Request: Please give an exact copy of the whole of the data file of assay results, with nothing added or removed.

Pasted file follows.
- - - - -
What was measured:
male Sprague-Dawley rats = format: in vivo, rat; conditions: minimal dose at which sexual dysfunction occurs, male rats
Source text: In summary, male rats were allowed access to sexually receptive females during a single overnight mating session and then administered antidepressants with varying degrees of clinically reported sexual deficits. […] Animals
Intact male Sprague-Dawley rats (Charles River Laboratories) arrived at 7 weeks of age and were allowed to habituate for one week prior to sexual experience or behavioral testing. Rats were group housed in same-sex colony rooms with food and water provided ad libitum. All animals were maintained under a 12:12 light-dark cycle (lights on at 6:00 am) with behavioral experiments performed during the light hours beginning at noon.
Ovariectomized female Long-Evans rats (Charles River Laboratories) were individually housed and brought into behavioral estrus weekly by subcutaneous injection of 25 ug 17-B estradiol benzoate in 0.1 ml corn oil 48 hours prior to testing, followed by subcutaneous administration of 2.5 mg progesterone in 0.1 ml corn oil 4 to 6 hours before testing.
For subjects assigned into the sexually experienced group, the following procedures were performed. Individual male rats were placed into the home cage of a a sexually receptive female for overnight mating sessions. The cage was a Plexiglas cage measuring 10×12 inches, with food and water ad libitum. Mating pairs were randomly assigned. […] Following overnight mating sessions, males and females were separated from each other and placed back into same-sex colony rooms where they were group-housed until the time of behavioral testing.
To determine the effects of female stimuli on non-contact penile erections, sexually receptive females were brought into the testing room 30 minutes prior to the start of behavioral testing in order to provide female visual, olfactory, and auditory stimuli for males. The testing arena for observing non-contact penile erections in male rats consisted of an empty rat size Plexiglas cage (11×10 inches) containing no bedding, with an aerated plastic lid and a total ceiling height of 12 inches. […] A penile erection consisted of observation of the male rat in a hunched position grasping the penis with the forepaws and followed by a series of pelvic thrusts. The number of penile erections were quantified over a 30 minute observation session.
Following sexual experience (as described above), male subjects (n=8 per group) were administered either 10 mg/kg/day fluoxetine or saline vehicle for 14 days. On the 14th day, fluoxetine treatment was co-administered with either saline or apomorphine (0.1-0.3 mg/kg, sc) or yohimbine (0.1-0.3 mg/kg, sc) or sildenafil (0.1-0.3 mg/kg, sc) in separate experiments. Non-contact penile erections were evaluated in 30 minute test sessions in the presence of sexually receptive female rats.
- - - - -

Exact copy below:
What was measured:
male Sprague-Dawley rats = format: in vivo, rat; conditions: minimal dose at which sexual dysfunction occurs, male rats
Source text: In summary, male rats were allowed access to sexually receptive females during a single overnight mating session and then administered antidepressants with varying degrees of clinically reported sexual deficits. […] Animals
Intact male Sprague-Dawley rats (Charles River Laboratories) arrived at 7 weeks of age and were allowed to habituate for one week prior to sexual experience or behavioral testing. Rats were group housed in same-sex colony rooms with food and water provided ad libitum. All animals were maintained under a 12:12 light-dark cycle (lights on at 6:00 am) with behavioral experiments performed during the light hours beginning at noon.
Ovariectomized female Long-Evans rats (Charles River Laboratories) were individually housed and brought into behavioral estrus weekly by subcutaneous injection of 25 ug 17-B estradiol benzoate in 0.1 ml corn oil 48 hours prior to testing, followed by subcutaneous administration of 2.5 mg progesterone in 0.1 ml corn oil 4 to 6 hours before testing.
For subjects assigned into the sexually experienced group, the following procedures were performed. Individual male rats were placed into the home cage of a a sexually receptive female for overnight mating sessions. The cage was a Plexiglas cage measuring 10×12 inches, with food and water ad libitum. Mating pairs were randomly assigned. […] Following overnight mating sessions, males and females were separated from each other and placed back into same-sex colony rooms where they were group-housed until the time of behavioral testing.
To determine the effects of female stimuli on non-contact penile erections, sexually receptive females were brought into the testing room 30 minutes prior to the start of behavioral testing in order to provide female visual, olfactory, and auditory stimuli for males. The testing arena for observing non-contact penile erections in male rats consisted of an empty rat size Plexiglas cage (11×10 inches) containing no bedding, with an aerated plastic lid and a total ceiling height of 12 inches. […] A penile erection consisted of observation of the male rat in a hunched position grasping the penis with the forepaws and followed by a series of pelvic thrusts. The number of penile erections were quantified over a 30 minute observation session.
Following sexual experience (as described above), male subjects (n=8 per group) were administered either 10 mg/kg/day fluoxetine or saline vehicle for 14 days. On the 14th day, fluoxetine treatment was co-administered with either saline or apomorphine (0.1-0.3 mg/kg, sc) or yohimbine (0.1-0.3 mg/kg, sc) or sildenafil (0.1-0.3 mg/kg, sc) in separate experiments. Non-contact penile erections were evaluated in 30 minute test sessions in the presence of sexually receptive female rats.